Woman Who Trespassed At Trumps Mar

" Getting deported by Trump" , a Halloween costume : ATBGE
  • Yujing Zhang gained entry to Florida club in March 2019
  • Covid delays led to long immigration detention

A Chinese businesswoman convicted of trespassing at Donald Trumps Mar-a-Lago club and lying to Secret Service agents has been deported, federal authorities said, more than two years after serving her sentence.

Yujing Zhang was turned over to immigration officials in December 2019 after serving an eight-month sentence for trespassing at Trumps resort in March that year.

But she was held at the Glades County Detention Center for three times as long as her prison term mainly because of deportation delays during the Covid-19 pandemic, immigration authorities told the Miami Herald.

When she went to Trumps club, Zhang was reported to have been carrying two Chinese passports and a device containing computer malware.

In court in April 2019, prosecutors said items found in her hotel room included a signal detector used to pick up the presence of hidden cameras, nine USB drives, five sim cards and a cellphone, $8,000 in cash and several credit and debit cards.

At sentencing, the then 33-year-old said she went to Mar-a-Lago to meet the president and family and just make friends.

When an incredulous judge asked if she really thought she could meet the Trumps, Zhang laughed loudly and said she hoped to meet other people too.

Zhang then told US district judge Roy Altman that the president told reporters he had invited her to Mar-a-Lago. Altman said that was another lie.

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Joe Biden Does Not Want To Be Americas Next Deporter

ALTHOUGH DONALD TRUMP talked the fiercest nativist game about illegal immigration, it was Barack Obama who oversaw the removal of more undocumented immigrants from America during his presidency, earning him the nickname deporter-in-chief. During his first term, Mr Obama deported over 60% more people than Mr Trump . Now Joe Biden is breaking records in the opposite direction.

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In April the Immigration, Customs and Enforcement agency , completed just 2,962 removals, the lowest number on record. Since February ICE agents have averaged around 2,300 arrests per month, a fifth of the monthly average in 2019, before the epidemic began. The figures show how Mr Biden is trying to craft policies that treat immigrants living illegally in America more humanely than his predecessors, without giving his critics on the left and the right too much ammunition.

The other reason for the recent decline in deportations is philosophical. Mr Biden campaigned promising a pathway to citizenship for many of the 11m unauthorised immigrants already in America, who are seen as enmeshed in communities and productive members of society. To deport them before any solution is brokered in Congress feels heartless to the Biden administration, says Ms Cardinal Brown.

For more coverage of Joe Bidens presidency, visit our dedicated hub

Changing Priorities For Deportations

Deportations fall into two categories: returns and removals. People who are removed have received an order of deportation from a court. They are ineligible from returning to the United States for a period of years. People counted as returned have left back to Canada or Mexico, for instance after an administrative process and dont face legal penalties for having been in the country without authorization.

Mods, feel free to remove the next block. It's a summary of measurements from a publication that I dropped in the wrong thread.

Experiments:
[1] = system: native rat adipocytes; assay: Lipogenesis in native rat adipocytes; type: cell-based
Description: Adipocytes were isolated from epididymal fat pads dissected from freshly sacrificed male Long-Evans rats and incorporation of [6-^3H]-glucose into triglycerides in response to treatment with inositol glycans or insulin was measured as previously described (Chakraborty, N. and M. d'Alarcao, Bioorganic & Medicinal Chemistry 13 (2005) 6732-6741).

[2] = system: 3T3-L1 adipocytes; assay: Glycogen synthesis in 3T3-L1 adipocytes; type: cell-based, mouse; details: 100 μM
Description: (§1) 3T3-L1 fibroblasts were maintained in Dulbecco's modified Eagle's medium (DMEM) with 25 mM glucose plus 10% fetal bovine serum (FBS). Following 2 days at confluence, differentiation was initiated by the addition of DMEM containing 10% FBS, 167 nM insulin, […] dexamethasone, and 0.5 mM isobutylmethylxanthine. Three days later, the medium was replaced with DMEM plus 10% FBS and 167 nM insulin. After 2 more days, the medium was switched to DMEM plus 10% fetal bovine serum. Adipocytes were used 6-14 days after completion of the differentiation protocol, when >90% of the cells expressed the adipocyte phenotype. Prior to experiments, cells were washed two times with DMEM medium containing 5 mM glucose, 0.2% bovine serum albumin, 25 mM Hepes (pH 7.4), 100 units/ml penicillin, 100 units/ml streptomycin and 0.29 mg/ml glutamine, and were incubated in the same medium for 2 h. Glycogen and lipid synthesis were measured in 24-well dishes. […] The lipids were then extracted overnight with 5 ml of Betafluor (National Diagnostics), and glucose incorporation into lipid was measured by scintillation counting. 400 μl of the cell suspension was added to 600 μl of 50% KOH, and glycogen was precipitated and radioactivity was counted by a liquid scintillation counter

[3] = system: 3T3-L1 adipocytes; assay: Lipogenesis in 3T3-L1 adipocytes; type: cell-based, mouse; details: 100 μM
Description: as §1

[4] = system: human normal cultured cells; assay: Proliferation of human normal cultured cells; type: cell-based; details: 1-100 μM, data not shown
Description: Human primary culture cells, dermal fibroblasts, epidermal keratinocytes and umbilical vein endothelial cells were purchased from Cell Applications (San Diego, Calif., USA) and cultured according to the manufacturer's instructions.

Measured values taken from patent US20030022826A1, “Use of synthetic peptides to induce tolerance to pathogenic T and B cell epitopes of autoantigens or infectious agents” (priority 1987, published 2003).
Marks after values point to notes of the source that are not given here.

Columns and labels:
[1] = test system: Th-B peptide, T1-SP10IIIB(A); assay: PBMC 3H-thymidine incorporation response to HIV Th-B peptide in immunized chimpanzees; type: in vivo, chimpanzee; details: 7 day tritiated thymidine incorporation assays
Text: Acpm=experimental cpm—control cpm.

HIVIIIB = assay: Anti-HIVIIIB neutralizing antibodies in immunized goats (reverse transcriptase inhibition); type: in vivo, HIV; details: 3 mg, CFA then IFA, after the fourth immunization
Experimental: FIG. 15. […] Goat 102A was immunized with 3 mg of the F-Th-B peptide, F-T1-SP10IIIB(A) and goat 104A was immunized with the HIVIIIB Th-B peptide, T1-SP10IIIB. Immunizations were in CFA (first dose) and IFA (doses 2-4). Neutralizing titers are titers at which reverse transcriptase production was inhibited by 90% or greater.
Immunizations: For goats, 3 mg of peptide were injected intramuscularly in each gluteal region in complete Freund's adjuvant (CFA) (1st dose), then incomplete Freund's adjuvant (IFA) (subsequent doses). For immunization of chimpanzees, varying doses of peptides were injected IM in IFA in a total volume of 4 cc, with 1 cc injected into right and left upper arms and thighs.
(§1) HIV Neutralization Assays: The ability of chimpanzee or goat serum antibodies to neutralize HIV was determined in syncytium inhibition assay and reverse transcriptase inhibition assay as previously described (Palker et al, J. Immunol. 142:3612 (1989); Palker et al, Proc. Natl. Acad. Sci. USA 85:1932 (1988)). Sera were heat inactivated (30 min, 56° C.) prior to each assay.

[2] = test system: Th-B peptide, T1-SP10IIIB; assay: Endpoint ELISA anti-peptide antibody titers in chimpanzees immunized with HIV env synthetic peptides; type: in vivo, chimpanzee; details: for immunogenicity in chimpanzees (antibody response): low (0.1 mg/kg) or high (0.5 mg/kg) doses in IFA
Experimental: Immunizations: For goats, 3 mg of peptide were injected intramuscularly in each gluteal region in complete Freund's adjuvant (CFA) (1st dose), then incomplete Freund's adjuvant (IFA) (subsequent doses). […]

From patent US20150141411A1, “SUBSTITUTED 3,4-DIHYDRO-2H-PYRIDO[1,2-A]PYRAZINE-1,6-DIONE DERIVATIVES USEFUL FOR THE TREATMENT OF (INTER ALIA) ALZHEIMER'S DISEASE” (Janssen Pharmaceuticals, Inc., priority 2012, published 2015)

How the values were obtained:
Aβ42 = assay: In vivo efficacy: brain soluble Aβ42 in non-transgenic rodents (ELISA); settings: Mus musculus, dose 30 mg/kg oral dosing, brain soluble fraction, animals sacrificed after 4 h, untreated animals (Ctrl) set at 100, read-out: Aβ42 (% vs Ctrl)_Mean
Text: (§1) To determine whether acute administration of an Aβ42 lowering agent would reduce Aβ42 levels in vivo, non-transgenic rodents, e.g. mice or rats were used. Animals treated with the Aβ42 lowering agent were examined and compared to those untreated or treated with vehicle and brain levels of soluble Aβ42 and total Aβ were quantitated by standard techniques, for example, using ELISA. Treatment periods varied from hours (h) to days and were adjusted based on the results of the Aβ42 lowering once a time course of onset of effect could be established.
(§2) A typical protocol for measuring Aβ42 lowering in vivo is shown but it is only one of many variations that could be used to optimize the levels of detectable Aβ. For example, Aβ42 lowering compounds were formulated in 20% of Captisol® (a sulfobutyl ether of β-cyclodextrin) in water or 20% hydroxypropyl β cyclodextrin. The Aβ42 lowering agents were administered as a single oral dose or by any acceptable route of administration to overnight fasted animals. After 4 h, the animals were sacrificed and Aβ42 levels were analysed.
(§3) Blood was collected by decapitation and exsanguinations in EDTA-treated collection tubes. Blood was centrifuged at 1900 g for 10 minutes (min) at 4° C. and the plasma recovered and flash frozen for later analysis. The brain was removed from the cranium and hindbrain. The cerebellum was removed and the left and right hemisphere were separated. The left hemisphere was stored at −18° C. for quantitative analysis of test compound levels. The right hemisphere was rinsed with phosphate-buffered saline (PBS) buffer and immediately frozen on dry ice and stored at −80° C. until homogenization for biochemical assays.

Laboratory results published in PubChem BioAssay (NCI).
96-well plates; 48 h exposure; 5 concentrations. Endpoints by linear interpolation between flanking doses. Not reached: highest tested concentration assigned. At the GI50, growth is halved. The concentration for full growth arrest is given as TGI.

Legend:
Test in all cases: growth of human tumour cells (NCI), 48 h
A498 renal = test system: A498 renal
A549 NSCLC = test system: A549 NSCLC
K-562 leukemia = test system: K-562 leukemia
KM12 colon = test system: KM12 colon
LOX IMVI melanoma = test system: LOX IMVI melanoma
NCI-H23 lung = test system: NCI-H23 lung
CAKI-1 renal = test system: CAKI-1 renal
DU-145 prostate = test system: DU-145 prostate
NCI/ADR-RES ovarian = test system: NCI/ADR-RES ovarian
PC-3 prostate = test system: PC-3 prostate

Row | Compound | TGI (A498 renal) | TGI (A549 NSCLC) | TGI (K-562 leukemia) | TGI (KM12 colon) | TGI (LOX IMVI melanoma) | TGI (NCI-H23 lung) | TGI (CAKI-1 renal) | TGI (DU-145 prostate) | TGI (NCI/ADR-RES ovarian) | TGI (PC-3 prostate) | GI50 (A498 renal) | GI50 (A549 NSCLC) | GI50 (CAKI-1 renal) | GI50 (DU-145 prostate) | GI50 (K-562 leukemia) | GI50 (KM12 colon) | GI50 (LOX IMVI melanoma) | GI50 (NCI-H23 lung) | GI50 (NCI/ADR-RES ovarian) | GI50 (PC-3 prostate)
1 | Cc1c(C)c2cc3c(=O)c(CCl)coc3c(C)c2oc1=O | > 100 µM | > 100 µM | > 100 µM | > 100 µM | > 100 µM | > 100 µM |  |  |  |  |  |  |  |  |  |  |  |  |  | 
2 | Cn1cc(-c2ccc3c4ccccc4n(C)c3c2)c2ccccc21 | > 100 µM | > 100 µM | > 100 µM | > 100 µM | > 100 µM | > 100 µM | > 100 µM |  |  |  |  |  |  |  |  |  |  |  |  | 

Here are four snapshot years worth of deportations under four administrations. The volume of deportations can depend heavily on the condition of the economy in the United States as well as the countries from which the migrants emigrate and the policies put in place by different administrations.

Each figure = 10,000 people

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What Changes Has The Administration Implemented

Undermining asylum: The Trump administration has repeatedly imposed new restrictions on asylum seekers, making it nearly impossible for many people to claim protection in the United States. These restrictions include preventing migrants from applying for asylum if they traveled through another country before reaching the U.S. if they didnt apply in the previous country. The administration has also exported its asylum provision obligations to ill-equipped countries like El Salvador, Honduras, and Guatemala.

In January 2019, the Trump administration began implementing its Remain in Mexico policy, which forces Central Americans seeking asylum to return to Mexicofor an indefinite amount of timewhile their claims are processed. Since the start of the pandemic, the U.S. government has postponed all immigration court hearings, effectively stranding asylum seekers in Mexico. To make matters worse, asylum seekers are still required to go to their port of entry on the day of their previously scheduled court date to receive a new notice to appearor face a deportation order for not showing up. Learn more.

Now the administration is exploiting the pandemic to impose a categorical ban on people seeking asylum, further endangering the lives of migrantsincluding children.

Barack Obama Deported More People In His First Term Than Trump

Did Trump do enough to beat Biden?

United States

More people were deported and interior removals were higher under Obama, but more people were apprehended at the border under Trump.